There are 31 men in the photograph and a look through surviving service records shows that the majority of the men with the regimental numbers 5247 to 5275 joined the 1st Battalion from the regimental depot on the 22nd (not the 21st) February 1899. These men had originally joined the regiment between the 3rd October and the 5th November 1898 which means that the longest serving recruit when this photo was published would have been with the regiment for close to six and a half months.

The majority of British infantry of the line regiments had two battalions, one serving at home and one serving overseas. When the new recruit had successfully gone through his paces at the regimental depot, he was posted to the home battalion. These postings happened eight times a year and all men posted as part of a detachment were enrolled in the same company of the home battalion to continue their training. With eight companies per battalion, this system ensured that new recruits were evenly spread throughout the battalion and that each company could expect a fresh intake of new recruits each year.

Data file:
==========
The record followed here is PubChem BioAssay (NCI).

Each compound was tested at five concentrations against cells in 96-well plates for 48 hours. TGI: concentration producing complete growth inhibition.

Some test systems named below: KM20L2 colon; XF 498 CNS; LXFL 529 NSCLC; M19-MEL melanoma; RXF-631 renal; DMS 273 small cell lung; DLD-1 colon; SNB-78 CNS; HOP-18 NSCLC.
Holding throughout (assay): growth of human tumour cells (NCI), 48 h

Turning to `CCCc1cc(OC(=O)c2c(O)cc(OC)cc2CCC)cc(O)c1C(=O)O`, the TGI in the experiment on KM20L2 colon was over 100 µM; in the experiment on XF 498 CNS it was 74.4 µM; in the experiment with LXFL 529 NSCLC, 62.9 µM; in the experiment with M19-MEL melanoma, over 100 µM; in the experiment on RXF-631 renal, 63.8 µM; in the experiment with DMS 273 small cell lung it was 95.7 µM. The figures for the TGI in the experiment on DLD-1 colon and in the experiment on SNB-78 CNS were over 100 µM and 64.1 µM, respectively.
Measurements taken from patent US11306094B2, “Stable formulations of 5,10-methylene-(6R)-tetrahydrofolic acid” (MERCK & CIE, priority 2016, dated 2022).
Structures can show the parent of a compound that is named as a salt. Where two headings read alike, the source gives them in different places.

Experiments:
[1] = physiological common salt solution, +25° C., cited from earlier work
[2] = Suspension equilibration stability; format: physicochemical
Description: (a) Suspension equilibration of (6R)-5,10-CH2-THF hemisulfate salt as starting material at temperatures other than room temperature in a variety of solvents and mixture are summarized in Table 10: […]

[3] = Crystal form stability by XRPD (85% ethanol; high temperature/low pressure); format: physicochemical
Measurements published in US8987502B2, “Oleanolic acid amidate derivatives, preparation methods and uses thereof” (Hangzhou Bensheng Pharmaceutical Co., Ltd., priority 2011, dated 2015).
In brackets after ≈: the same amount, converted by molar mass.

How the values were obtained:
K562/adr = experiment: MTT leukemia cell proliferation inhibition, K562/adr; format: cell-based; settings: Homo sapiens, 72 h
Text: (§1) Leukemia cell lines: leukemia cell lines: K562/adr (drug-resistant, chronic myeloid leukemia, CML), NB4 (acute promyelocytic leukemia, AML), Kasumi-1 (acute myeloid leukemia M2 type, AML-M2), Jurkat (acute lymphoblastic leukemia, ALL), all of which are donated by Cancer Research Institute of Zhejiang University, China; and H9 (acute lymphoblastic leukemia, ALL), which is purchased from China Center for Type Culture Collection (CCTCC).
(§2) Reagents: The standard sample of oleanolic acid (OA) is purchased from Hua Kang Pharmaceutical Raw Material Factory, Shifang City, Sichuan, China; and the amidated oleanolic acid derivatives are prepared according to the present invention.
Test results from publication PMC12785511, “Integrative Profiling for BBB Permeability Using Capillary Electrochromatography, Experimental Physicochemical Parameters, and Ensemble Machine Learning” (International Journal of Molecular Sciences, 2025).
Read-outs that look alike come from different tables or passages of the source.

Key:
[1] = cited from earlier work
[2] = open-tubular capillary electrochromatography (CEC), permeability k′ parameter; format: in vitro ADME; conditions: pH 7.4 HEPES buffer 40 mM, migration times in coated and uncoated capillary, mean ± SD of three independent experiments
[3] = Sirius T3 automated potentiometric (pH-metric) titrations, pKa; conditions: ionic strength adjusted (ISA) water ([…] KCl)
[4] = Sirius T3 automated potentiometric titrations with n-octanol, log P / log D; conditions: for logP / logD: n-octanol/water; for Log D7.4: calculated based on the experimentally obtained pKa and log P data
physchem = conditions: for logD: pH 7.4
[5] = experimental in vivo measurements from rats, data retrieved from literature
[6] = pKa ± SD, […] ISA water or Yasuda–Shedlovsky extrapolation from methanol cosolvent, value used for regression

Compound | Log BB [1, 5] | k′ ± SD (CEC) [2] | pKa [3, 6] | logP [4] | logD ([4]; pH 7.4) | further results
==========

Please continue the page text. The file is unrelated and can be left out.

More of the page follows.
Postings from the regimental depot to the home battalion were supposed to take place on specific dates and the 21st February was one of those dates, albeit the date on the men's service records below is the 22nd February; a Wednesday.

The majority of the men who appear in the photo above are listed below. Most enlisted for 7&5 (seven years with the colours and five years on the reserve), but there are also men who enlisted for 3&9, and two boys who enlisted for 12 years' service with no reserve obligation. The men had differing careers, many going on to serve in the Boer War, and some in the First World War. At least three men died during 1914-1918 and at least two men served 21 years. My research into these men has been basic and ends here. My mission has been to provide names for the faces and I think I've done that. If anyone is able to positively match up a name to a particular face, that would be the icing on the cake.  Anyway, here are the names, and I've included men in this list who joined the 1st Battalion before and after the 22nd February 1899.

5240 William Else
Enlisted for 7&5. Attested 28th Sep 1898, to depot at Pontefract on the 1st Oct 1898. To 1st Battalion on the 8th Jan 1899

5241 Edward Longhorn
Enlisted for 12 years, long service. Attested as a boy on the 16th September 1898 and joined the regiment on the 19th September 1898.